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Humor, on the internet. Never.

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Amazing write up, very helpful. I especially liked how heanages to not even conclude wether bitcoin should exist or not. Rare sight on the internet these days, reason that is.

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Anybody else close that to conserve battery power and save the planet from global warming? Cause i did. Fuck thats a lot of vommit on the screen.

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You an me b

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Sounds like he needs a career gap year. But then ive been saying that about jeff for years. So whiny.

Some of us still enjoy toys and the shiny. Its not like we go out of our way to use this shit in production before its out of beta. We use it on pet projects in our own time because its fun, its thought provoking, it leads to new ways of doing things elsewhere, its learning - and thats why i love it, thats why i do what i do.

Edit, nothing like a whinge from jeff to get me riled and ranting to the point I just realised how pationate i am about learning and tech. Doubleplusgood day made.

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You know many countries are working on giving the internet natural right status.

If the net wasnt neutral there would be no google we'd all be stuck using yahooor dogpile. The net and all its services would look a lot more like cable was begining to. I find it hard to take anyone seriously when they are defending companies that would have you pay in the blood of your first born if they could get away with it. You think the net would have gone mainstream? You think that facebook would exist? Amazon?

The world has changed with open unfiltered acess to the internet, anything trying to lock it down and monopolise the network transmissions at a base level is incredibly unethical and an attack on so many parts if your life now.

Its too much of a burden on carriers to be regulated like they should be? Fuck me man, its too much of a burden on the world at large not to.

The fcc needs to call them carriers, be done with it, fix the pricing, fix the dodgy dealing and if need be deregulate the issues that seem to be getting isps in such a huf.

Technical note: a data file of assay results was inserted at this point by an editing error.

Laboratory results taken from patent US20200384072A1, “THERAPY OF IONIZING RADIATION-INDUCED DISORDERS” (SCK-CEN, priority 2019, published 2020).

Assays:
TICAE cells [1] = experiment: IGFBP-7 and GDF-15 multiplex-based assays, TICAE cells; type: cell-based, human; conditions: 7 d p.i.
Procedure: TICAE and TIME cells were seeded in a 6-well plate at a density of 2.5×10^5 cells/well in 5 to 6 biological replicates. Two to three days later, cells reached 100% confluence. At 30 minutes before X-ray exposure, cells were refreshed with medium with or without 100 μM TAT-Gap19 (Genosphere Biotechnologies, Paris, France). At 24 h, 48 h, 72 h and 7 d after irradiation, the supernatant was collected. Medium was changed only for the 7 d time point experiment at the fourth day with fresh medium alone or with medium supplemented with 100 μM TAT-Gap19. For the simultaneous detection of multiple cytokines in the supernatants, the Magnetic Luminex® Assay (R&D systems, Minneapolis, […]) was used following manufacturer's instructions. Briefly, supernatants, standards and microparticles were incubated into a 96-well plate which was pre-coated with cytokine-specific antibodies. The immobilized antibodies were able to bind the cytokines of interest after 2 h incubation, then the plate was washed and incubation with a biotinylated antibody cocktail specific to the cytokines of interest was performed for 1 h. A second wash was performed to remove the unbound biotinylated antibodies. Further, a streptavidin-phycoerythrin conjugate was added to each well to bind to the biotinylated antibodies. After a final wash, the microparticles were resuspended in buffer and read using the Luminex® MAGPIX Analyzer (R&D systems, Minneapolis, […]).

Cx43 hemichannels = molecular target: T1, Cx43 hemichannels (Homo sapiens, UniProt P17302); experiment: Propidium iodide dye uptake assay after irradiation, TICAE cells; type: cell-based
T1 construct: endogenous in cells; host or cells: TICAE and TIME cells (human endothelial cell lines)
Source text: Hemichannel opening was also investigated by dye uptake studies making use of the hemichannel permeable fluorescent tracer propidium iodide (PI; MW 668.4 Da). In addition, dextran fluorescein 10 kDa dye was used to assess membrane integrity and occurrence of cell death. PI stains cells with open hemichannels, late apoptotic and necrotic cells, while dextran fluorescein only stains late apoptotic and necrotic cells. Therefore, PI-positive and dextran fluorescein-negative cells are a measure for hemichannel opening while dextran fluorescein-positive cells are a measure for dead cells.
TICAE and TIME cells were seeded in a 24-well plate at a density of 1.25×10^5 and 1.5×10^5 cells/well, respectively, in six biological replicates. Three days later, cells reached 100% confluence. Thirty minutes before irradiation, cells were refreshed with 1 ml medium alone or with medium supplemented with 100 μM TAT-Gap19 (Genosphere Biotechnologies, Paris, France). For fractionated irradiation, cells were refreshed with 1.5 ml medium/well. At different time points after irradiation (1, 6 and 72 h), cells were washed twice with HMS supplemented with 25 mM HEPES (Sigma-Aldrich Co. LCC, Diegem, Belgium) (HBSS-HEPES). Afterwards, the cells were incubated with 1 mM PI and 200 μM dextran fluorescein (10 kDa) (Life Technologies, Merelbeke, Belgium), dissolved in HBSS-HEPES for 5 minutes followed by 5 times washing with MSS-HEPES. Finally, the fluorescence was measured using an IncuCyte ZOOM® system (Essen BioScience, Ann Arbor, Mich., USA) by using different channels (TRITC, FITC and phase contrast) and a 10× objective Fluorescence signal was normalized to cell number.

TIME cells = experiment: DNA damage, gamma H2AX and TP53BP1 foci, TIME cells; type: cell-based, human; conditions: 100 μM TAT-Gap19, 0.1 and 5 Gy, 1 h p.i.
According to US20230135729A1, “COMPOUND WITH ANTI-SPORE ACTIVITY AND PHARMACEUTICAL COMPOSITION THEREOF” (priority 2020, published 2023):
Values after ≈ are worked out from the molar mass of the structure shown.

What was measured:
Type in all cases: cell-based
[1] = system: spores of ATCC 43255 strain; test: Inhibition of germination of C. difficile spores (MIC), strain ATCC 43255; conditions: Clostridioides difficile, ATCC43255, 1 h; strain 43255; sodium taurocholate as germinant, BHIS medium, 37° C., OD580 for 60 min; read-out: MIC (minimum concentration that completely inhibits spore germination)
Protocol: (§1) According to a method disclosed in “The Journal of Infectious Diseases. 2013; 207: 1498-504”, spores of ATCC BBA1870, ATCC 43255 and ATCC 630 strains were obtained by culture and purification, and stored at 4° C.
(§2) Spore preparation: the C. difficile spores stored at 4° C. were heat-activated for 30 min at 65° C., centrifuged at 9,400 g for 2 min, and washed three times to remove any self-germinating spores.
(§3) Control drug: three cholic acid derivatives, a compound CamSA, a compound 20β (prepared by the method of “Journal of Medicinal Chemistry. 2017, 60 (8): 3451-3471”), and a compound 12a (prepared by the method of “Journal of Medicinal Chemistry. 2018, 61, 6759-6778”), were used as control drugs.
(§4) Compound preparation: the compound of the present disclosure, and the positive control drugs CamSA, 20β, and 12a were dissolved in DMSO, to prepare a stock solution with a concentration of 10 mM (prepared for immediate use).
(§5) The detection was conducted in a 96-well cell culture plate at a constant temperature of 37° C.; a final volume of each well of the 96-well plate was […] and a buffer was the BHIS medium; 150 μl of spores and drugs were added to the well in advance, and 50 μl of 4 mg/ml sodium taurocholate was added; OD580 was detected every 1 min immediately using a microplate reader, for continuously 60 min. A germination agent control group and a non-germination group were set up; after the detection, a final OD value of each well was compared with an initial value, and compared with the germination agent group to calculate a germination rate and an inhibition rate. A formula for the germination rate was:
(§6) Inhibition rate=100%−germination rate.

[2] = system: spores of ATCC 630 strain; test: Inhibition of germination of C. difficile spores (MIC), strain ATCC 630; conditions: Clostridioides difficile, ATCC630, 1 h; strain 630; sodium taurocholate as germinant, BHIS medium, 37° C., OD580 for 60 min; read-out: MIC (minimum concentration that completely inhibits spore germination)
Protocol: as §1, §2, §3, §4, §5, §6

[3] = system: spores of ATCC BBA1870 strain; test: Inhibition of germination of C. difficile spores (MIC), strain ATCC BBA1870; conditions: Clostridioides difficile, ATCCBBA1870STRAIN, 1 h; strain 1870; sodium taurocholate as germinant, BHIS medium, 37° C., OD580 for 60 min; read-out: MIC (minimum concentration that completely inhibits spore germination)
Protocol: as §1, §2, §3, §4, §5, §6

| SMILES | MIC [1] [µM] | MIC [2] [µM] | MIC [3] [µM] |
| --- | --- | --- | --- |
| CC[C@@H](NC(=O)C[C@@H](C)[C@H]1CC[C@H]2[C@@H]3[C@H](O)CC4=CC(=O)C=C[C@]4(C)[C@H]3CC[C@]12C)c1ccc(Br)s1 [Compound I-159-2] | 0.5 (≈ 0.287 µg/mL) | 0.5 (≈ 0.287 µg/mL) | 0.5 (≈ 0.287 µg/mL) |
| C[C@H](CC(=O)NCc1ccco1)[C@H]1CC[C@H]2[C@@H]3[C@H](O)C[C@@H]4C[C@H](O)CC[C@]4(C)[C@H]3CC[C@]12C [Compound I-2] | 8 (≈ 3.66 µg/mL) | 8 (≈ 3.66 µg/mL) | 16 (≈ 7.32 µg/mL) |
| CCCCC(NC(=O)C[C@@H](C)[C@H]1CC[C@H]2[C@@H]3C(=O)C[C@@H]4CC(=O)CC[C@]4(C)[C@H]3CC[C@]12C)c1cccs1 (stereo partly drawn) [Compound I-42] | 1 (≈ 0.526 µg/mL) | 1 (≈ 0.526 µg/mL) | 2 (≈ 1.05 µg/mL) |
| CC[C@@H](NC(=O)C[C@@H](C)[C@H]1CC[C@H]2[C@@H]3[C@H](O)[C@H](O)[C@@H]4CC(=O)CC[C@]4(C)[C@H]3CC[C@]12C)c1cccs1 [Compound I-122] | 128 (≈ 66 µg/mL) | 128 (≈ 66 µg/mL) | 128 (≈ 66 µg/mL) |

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Random? Why not all the people?

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Yes you can by inviting people with our per room invitation feature. There will be a need to have chat room concept so people know what to chat on.

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Cool, think you can get a lan based room going?

As others have said been keen to do something very similar. Glad someone got off their ass and did it.

I always envisioned it useful at parties and places where the internet may be too congested but the lan/wlan not so much: read conferences

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Its like silver vs gold. The volume for silver is much higher as its price range is a lot more manageable for people. I also wouldnt be suprised if just one person created the majority of these to push hype. Theyre all a bunch of ponzi schemes. Sadly i also think theyre here to stay for at least a long while.

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Christ I'm sick of people describing these as Ponzi schemes. It displays a distinct lack of economic (and modern history) knowledge. Especially when the intent matters.

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Go on then: it pays out a lot to early "investors". It can only maintain this rate of return as long as adoption is increasing. Why is it not a Ponzi scheme?

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Because the value of this currency does not come from the ponzi effect, nor will it disappear as it wears off. We'll see less investors, less risk takers, but the purpose it serves will be sustained and even improve as it stabilizes.